Meanwhile, at a dinner with Ken Cosgrove (and Ray F'N Wise!) the shoe drops big-time as one of his former at BBDO co-workers tells him the show has already dropped--Lucky Strike has moved their business to a new agency (and Lee Garner turned out to be full of shit about giving Roger a month to work it out, which would be more of a shock had Lee not constantly been demonstrated to be a slimy prick at every appearance) This spreads like wildfire from Ken to Pete to Don, and a war council is call, and Roger ends up being the last to find out about his treachery. This leads to two very gut-wrenching embarrassing moments, wherein Roger fakes an outraged phone call and I wonder if Bert Cooper sleeps in the office (he doesn't even have a office and he has to sleep there too? Poor guy) and Roger prepares to head to my backyard in Raleigh-Durham to plead their case. He doesn't, and the only thing to do now is to manage the crisis by managing information very carefully, so as not to spook their other clients into leaving what looks like a sinking ship.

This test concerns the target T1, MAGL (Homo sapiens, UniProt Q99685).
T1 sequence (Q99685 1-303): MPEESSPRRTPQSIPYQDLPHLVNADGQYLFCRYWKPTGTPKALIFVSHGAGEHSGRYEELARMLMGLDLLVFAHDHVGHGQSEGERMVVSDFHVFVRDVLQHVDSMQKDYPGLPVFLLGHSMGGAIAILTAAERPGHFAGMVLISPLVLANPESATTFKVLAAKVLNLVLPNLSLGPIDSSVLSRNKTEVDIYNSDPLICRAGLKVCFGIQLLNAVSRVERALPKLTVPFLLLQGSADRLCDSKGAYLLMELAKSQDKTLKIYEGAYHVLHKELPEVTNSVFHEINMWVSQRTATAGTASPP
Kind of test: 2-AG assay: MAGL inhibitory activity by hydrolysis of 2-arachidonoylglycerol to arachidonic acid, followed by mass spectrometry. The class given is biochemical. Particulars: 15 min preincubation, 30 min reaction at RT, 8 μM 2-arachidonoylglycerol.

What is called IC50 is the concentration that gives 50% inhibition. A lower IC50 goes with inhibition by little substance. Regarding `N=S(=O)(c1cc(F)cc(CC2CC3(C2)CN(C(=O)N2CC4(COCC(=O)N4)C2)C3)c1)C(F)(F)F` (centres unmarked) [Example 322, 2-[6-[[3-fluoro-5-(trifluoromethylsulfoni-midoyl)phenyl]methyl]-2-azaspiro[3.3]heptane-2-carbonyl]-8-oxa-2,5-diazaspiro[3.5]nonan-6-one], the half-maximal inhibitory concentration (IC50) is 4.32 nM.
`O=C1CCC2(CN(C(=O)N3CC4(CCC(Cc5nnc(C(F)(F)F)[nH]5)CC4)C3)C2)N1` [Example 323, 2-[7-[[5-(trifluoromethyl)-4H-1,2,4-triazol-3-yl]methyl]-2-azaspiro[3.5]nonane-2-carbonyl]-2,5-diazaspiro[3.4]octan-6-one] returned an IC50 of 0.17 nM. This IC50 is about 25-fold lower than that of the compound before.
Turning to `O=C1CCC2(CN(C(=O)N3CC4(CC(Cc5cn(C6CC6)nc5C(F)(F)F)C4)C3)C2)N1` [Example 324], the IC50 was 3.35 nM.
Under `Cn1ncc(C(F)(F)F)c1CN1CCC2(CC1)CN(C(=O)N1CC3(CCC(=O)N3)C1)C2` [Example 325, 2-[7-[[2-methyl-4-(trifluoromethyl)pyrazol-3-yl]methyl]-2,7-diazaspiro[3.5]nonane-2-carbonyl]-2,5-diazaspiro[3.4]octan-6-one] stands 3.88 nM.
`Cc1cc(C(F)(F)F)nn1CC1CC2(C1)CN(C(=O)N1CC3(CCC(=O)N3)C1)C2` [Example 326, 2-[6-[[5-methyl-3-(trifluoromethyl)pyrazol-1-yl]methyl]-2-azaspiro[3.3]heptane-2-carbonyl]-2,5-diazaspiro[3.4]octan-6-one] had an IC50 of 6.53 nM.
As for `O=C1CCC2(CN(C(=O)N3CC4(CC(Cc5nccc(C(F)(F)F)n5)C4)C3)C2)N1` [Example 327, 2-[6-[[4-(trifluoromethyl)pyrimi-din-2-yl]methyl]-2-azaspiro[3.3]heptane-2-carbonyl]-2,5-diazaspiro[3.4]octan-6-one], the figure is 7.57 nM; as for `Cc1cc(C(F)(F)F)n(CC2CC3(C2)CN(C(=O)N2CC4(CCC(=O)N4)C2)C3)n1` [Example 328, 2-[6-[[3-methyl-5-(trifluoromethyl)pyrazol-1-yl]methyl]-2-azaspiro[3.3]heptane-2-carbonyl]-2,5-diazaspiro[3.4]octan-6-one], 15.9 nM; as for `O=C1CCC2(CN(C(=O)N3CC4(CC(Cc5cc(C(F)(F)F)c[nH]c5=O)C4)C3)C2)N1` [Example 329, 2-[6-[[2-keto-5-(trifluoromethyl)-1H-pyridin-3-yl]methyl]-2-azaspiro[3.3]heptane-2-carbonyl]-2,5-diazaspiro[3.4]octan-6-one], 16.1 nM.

Pete, in the shadow of Trudi's birth (now apparently in it's ninth hour), has a fight with her dad, who basically dangles an offer from Ted Chaugh----Don's nemesis from the Honda account fight--and says that Pete need not go down with the ship, making this the second time in as many years and offer or urge to bolt has been dangled in front of him. An intriguing subtext happens here, when Pete's urged to go about his business as whenever she has the baby, he can always come by then.